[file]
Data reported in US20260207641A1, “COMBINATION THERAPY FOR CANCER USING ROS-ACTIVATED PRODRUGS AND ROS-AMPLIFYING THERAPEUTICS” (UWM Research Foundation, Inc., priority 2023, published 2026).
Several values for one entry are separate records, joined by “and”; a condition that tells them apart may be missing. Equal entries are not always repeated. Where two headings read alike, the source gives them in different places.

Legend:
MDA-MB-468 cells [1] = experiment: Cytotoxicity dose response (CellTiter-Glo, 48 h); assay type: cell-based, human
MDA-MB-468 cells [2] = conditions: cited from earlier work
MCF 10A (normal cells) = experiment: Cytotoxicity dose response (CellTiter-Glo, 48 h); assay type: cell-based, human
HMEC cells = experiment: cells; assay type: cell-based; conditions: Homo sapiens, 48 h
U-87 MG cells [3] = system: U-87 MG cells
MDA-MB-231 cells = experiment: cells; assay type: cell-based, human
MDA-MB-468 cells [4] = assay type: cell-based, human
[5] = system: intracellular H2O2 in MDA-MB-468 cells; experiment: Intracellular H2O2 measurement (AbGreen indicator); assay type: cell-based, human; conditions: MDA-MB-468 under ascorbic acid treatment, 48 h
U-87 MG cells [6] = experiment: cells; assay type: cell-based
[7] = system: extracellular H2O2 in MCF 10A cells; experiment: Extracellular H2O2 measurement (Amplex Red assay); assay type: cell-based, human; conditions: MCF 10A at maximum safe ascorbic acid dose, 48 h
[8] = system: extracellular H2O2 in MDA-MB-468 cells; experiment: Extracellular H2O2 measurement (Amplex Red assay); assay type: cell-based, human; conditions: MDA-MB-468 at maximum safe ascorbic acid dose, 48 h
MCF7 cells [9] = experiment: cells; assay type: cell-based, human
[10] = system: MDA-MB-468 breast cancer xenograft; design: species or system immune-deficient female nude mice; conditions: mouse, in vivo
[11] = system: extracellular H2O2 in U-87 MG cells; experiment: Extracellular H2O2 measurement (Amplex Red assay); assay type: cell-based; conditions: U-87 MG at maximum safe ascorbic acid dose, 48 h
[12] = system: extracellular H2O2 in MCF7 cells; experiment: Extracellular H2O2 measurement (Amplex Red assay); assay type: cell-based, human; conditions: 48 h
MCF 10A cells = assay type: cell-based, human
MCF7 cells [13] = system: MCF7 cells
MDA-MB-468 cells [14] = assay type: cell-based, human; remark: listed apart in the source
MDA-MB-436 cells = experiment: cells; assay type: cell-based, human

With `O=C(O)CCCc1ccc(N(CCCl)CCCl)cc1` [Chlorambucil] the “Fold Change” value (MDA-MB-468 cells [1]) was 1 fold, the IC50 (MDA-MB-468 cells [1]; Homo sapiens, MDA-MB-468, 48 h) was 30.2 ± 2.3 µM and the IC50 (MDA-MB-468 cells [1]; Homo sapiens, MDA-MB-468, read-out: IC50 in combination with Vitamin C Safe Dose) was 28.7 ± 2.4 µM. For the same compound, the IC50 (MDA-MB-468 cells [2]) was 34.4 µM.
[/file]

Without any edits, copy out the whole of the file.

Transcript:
Data reported in US20260207641A1, “COMBINATION THERAPY FOR CANCER USING ROS-ACTIVATED PRODRUGS AND ROS-AMPLIFYING THERAPEUTICS” (UWM Research Foundation, Inc., priority 2023, published 2026).
Several values for one entry are separate records, joined by “and”; a condition that tells them apart may be missing. Equal entries are not always repeated. Where two headings read alike, the source gives them in different places.

Legend:
MDA-MB-468 cells [1] = experiment: Cytotoxicity dose response (CellTiter-Glo, 48 h); assay type: cell-based, human
MDA-MB-468 cells [2] = conditions: cited from earlier work
MCF 10A (normal cells) = experiment: Cytotoxicity dose response (CellTiter-Glo, 48 h); assay type: cell-based, human
HMEC cells = experiment: cells; assay type: cell-based; conditions: Homo sapiens, 48 h
U-87 MG cells [3] = system: U-87 MG cells
MDA-MB-231 cells = experiment: cells; assay type: cell-based, human
MDA-MB-468 cells [4] = assay type: cell-based, human
[5] = system: intracellular H2O2 in MDA-MB-468 cells; experiment: Intracellular H2O2 measurement (AbGreen indicator); assay type: cell-based, human; conditions: MDA-MB-468 under ascorbic acid treatment, 48 h
U-87 MG cells [6] = experiment: cells; assay type: cell-based
[7] = system: extracellular H2O2 in MCF 10A cells; experiment: Extracellular H2O2 measurement (Amplex Red assay); assay type: cell-based, human; conditions: MCF 10A at maximum safe ascorbic acid dose, 48 h
[8] = system: extracellular H2O2 in MDA-MB-468 cells; experiment: Extracellular H2O2 measurement (Amplex Red assay); assay type: cell-based, human; conditions: MDA-MB-468 at maximum safe ascorbic acid dose, 48 h
MCF7 cells [9] = experiment: cells; assay type: cell-based, human
[10] = system: MDA-MB-468 breast cancer xenograft; design: species or system immune-deficient female nude mice; conditions: mouse, in vivo
[11] = system: extracellular H2O2 in U-87 MG cells; experiment: Extracellular H2O2 measurement (Amplex Red assay); assay type: cell-based; conditions: U-87 MG at maximum safe ascorbic acid dose, 48 h
[12] = system: extracellular H2O2 in MCF7 cells; experiment: Extracellular H2O2 measurement (Amplex Red assay); assay type: cell-based, human; conditions: 48 h
MCF 10A cells = assay type: cell-based, human
MCF7 cells [13] = system: MCF7 cells
MDA-MB-468 cells [14] = assay type: cell-based, human; remark: listed apart in the source
MDA-MB-436 cells = experiment: cells; assay type: cell-based, human

With `O=C(O)CCCc1ccc(N(CCCl)CCCl)cc1` [Chlorambucil] the “Fold Change” value (MDA-MB-468 cells [1]) was 1 fold, the IC50 (MDA-MB-468 cells [1]; Homo sapiens, MDA-MB-468, 48 h) was 30.2 ± 2.3 µM and the IC50 (MDA-MB-468 cells [1]; Homo sapiens, MDA-MB-468, read-out: IC50 in combination with Vitamin C Safe Dose) was 28.7 ± 2.4 µM. For the same compound, the IC50 (MDA-MB-468 cells [2]) was 34.4 µM.